Step 4: Keep Emotional Support Dog On the Sofa
To calm your anxiety, your dog will apply physical pressure to you. In the case of a little dog, it’s perfect to call it to hug you while it’s lying vertically beside your body, with its paws on your shoulder and its head near yours. While a big dog will put its paws on your legs or lap and keep its head down when you’re in a sitting position. After you will say paws up, followed by the command as soon as it sits next to you. Provide the dog a treat after finishing this task and order it to place its paws down. After some time, try to command your emotional support dog without offering it treats to understand that this is a task instead of a reward game.
Having a dog around can relieve your stress. However, if you’re dealing with significant emotional or psychological impairments, an emotional support dog can be an amazing therapeutic treatment. Click here to find out more about qualifying.
If there is any city in the world that people dream of visiting, it’s New York. This iconic city is filled with amazing things to see, from the Statue of Liberty to the Empire State building, as well as the home of dozens of TV shows, and the inspiration of novels.
If you’ve always wanted to see New York, or are planning to move there, you may be wondering if it’s a safe place to bring a dog. New York has many places that are dog friendly, whether you want to get a bite with your emotional support animal, or see the sights with the help of your service dog. Here are a few great places you can bring your dog, whether he is a working one or not.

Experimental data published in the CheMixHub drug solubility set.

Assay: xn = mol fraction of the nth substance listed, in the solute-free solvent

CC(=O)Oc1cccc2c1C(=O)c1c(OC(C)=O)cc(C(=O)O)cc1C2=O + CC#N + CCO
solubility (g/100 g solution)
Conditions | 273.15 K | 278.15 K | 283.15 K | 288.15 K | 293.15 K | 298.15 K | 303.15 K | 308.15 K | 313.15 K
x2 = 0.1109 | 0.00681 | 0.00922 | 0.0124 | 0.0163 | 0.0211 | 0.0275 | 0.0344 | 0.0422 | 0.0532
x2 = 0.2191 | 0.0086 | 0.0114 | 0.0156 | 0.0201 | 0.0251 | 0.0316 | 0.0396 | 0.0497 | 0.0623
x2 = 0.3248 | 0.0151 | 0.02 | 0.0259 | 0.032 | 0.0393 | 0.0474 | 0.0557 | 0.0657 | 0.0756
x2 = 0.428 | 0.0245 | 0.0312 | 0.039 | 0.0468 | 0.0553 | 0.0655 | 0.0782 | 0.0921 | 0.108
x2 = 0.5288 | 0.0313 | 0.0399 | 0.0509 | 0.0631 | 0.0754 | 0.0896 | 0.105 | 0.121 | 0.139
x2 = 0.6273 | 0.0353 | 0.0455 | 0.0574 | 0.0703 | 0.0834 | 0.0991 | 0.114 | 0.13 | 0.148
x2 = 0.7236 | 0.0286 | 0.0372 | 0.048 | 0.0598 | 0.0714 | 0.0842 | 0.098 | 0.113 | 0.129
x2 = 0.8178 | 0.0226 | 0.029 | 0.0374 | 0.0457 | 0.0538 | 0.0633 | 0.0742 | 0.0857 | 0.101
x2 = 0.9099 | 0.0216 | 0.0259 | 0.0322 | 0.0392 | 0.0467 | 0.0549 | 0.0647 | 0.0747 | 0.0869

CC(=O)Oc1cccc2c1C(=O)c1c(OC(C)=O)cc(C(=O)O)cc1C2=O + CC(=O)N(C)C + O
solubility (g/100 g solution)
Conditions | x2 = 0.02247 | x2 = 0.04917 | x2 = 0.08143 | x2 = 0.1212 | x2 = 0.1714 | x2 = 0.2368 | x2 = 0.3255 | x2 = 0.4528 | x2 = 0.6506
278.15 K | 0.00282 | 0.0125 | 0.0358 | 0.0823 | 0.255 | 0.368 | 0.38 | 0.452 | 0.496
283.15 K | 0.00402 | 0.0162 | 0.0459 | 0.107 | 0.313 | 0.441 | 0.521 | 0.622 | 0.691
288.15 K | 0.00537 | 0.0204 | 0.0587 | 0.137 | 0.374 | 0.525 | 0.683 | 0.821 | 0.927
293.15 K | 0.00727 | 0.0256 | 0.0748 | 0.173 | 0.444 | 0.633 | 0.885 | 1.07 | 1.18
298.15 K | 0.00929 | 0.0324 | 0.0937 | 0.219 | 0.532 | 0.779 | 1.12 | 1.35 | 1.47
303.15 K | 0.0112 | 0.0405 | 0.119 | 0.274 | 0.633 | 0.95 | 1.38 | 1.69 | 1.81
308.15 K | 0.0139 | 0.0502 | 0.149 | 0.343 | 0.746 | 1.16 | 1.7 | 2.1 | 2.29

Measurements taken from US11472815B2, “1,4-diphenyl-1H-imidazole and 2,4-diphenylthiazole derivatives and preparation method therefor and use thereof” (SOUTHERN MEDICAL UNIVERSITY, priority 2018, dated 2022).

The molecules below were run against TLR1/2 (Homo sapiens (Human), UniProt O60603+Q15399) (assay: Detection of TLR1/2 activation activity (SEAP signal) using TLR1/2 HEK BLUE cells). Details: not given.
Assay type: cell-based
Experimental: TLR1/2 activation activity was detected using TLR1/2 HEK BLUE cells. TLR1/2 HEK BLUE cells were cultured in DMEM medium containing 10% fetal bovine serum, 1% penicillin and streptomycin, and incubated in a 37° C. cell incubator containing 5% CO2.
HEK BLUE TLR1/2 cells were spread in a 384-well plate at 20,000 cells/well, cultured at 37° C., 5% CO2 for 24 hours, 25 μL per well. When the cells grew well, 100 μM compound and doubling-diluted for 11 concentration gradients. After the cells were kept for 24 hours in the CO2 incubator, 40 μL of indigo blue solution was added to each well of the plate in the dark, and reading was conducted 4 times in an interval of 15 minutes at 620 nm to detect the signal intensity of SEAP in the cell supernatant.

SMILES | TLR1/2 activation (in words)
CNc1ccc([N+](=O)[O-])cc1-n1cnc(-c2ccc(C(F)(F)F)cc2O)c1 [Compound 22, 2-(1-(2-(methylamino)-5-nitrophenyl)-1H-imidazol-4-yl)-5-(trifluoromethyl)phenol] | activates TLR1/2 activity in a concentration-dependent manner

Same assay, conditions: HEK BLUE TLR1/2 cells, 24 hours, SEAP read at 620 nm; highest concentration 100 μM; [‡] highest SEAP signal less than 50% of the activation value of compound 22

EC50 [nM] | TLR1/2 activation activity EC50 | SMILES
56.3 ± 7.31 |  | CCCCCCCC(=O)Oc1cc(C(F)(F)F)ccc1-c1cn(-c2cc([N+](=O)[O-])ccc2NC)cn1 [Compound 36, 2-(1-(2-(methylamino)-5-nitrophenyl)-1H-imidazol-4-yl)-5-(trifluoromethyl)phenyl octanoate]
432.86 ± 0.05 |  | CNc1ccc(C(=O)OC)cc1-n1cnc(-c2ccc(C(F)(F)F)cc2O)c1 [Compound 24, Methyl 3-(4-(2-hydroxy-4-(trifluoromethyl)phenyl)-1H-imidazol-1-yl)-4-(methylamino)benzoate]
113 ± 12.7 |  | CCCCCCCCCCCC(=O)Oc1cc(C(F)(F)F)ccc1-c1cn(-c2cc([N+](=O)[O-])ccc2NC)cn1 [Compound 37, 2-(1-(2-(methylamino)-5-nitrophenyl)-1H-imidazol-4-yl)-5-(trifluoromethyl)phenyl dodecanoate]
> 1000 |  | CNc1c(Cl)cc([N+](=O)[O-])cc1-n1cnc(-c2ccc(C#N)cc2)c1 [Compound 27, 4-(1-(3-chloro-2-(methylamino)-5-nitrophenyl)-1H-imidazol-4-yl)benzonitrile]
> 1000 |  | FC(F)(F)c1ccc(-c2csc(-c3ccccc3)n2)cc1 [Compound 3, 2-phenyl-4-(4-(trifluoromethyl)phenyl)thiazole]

Great places to eat with your dog
Taking your emotional support animal or pet to a restaurant isn’t always easy. Most restaurants frown on anything but a service dog entering their premises, making it difficult to take your pet with you when you go out to eat. Fortunately, NYC has an abundance of dog friendly locations to eat out at, and here are two of them.
If your service dog has been a very good boy, taking him along to Chelsea restaurant The Wilson will get his tail wagging for sure. Not only is this high end restaurant dog friendly, it also has a fancy menu especially for dogs.
Unlike many restaurants that offer a burger patty or other simple fair, your dog can dine on salmon or even a choice steak at this restaurant. All dogs are welcome, so if you want your emotional support animal to try a little grilled chicken breast or other treat, your dog is welcome. Join them at 132 W 27th St New York, NY 10001
The Cookshop not only features an amazing breakfast menu, it also has a huge patio with plenty of room for you and your service dog to enjoy. Shade is available when its hot, and there’s also a lot of greenery on 10th ave, making it even more appealing for dog owners. You can try out their American style menu at 156 10th Ave New York, NY 10011
Stay at the Park Lane Hotel